Pilot Drug Use Linked to Increasing Number of Plane Crashes: Report

A report released this week raises serious concerns about the use of drugs among aviation pilots, finding more use of over-the-counter, prescription and illicit drugs among pilots killed in plane crashes.

The study issued by the National Transportation Safety Board (NTSB) focused on pilots who died in plane crashes in the United States over the past two decades, finding that that pilots tested positive for drugs four times more often following fatal accidents 2012 than pilots killed in 1990.

Researchers compiled data using documented toxicology reports of pilots who died in plane crashes between 1999 and 2012, which included data on more than 6,600 pilots. More than 40 percent of the pilots had drugs in their systems, which is an alarming increase from 10 percent in 1990. Toxicology reports were done on nearly 90 percent of the pilots who died.

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Use of sleep inducing antihistamines and sedatives were present in 10% of pilots who died between 2008 and 2012. Drugs like Vicodin and Valium were the most commonly found sedatives.

Since 1990, illicit drug use, such as cocaine and marijuana, increased to 4% from 2.3%..

Nearly all the cases involved private pilots of small planes, not commercial pilots. One of the few commercial crashes in which drugs were identified involved marijuana and other illicit drugs.

Overall marijuana use among pilots increased to 3% from 1.6% in 1990. Typically younger pilots were more likely to use marijuana than older pilots.

Pilots were screened for 1,300 separate drugs and were an average of 57 years old at the time of death. This was also an increase in age from 46 nearly two decades earlier.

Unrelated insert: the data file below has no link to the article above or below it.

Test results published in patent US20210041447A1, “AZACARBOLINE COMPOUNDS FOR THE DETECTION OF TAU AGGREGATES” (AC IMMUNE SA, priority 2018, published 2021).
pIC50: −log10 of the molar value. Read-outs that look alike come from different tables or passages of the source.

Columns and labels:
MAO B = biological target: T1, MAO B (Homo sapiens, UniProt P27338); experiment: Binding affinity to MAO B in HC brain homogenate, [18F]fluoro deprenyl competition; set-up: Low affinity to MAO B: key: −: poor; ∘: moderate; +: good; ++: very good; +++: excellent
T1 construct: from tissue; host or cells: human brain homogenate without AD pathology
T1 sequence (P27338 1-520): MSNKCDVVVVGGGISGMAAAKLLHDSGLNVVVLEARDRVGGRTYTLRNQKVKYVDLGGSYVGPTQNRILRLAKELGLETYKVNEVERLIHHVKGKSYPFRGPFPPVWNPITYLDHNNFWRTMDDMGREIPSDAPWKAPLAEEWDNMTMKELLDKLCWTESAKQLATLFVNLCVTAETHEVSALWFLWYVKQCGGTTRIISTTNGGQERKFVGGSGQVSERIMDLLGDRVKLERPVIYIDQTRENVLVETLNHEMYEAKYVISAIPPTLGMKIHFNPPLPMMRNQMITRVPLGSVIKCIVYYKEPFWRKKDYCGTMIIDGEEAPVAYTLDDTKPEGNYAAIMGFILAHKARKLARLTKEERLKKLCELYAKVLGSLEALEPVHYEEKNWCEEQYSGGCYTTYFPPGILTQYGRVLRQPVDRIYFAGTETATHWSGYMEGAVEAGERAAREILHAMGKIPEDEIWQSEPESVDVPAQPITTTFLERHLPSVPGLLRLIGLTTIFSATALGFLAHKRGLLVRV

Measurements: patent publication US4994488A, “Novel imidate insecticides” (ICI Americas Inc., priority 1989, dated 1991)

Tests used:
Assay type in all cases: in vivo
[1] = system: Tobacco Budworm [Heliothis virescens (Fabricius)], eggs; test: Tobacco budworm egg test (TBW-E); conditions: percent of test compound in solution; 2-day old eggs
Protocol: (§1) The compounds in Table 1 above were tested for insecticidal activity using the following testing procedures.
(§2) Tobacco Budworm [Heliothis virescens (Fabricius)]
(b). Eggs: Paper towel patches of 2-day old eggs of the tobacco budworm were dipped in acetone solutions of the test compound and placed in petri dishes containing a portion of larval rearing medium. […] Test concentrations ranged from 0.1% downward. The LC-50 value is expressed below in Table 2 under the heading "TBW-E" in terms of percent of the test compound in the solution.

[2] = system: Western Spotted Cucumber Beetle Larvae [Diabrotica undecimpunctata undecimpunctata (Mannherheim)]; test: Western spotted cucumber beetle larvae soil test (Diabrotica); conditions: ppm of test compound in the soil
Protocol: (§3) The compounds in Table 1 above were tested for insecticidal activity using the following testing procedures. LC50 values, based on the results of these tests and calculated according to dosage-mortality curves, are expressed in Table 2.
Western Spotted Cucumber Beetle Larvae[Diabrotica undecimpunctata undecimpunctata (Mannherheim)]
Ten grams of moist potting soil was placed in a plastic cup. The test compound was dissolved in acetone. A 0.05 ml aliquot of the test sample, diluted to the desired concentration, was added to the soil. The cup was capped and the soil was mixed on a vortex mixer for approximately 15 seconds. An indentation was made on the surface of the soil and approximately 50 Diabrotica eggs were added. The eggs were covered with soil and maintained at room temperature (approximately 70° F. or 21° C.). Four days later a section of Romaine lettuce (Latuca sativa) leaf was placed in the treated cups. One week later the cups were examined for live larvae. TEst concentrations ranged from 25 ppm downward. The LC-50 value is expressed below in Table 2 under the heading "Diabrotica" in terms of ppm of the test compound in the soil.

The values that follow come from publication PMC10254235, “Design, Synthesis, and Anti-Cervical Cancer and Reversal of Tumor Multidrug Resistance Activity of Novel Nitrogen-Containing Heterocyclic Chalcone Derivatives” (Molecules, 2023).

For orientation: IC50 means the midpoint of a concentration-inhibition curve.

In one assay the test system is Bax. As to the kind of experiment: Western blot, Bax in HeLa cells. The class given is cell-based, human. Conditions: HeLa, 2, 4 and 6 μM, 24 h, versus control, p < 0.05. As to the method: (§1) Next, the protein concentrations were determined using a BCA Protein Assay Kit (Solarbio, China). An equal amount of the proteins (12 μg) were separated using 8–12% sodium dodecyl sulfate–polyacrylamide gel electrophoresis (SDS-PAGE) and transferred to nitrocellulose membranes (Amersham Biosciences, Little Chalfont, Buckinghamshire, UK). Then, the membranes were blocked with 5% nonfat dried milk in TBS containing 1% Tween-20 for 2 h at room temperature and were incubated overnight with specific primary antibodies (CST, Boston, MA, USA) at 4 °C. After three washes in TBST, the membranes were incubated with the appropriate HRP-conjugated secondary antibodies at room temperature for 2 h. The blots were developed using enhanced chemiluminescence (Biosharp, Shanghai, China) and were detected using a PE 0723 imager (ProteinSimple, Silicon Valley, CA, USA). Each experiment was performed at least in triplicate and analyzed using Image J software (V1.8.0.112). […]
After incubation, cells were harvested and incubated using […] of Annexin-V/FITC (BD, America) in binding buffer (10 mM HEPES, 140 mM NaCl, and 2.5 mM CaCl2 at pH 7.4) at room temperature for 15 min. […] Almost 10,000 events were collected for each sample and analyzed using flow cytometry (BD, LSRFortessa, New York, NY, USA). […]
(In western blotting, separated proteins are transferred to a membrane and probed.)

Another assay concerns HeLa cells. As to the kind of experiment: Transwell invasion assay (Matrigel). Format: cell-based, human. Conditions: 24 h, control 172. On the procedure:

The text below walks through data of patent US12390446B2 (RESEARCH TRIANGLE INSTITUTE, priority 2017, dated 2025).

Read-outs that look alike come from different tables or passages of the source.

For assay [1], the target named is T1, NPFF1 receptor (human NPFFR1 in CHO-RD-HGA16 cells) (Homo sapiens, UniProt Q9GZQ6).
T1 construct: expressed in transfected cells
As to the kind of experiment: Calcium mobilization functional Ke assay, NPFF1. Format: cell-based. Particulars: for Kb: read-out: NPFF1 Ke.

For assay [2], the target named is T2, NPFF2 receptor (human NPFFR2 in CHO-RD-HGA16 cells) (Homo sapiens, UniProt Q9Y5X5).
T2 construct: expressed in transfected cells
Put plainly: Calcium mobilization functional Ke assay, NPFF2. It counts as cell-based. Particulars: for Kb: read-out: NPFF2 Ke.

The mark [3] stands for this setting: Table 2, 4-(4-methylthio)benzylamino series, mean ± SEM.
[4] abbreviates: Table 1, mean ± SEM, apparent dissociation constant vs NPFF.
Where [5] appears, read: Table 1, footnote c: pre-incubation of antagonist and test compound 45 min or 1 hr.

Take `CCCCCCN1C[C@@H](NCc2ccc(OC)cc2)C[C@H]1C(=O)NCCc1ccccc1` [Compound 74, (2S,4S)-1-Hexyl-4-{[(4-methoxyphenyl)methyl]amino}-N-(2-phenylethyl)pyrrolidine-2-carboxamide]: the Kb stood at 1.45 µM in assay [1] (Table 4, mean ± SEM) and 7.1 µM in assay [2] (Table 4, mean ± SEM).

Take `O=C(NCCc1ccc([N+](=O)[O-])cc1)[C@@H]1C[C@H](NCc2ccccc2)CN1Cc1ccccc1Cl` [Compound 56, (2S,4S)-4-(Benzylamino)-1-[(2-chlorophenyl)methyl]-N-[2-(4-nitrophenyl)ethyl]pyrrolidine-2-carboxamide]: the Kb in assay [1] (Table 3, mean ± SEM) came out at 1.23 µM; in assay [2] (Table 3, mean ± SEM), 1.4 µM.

The increase in a pilots age and the correlation to drug use is similar to statistics of the general population, which is becoming older and sicker, making them more likely to be taking medications which could affect performance.

The study was not focusing on determining whether drug use caused impairment or contributed to accidents, instead to find the prevalence of use in fatally injured pilots.

Researchers found pilots who had more than one drug in their system increased from 2% in 1990 to more than 20% in 2012. Those with more than two drugs in their systems rose from zero to 8% by 2012.

The NTSB safety board indicates that it is alarmed by the increase in drug use and is calling on doctors and the Federal Aviation Administration to warn pilots about how performance may be affected by taking drugs of any kind, including over-the-counter medication. The findings of the full NTSB safety report will be available within the next few weeks.


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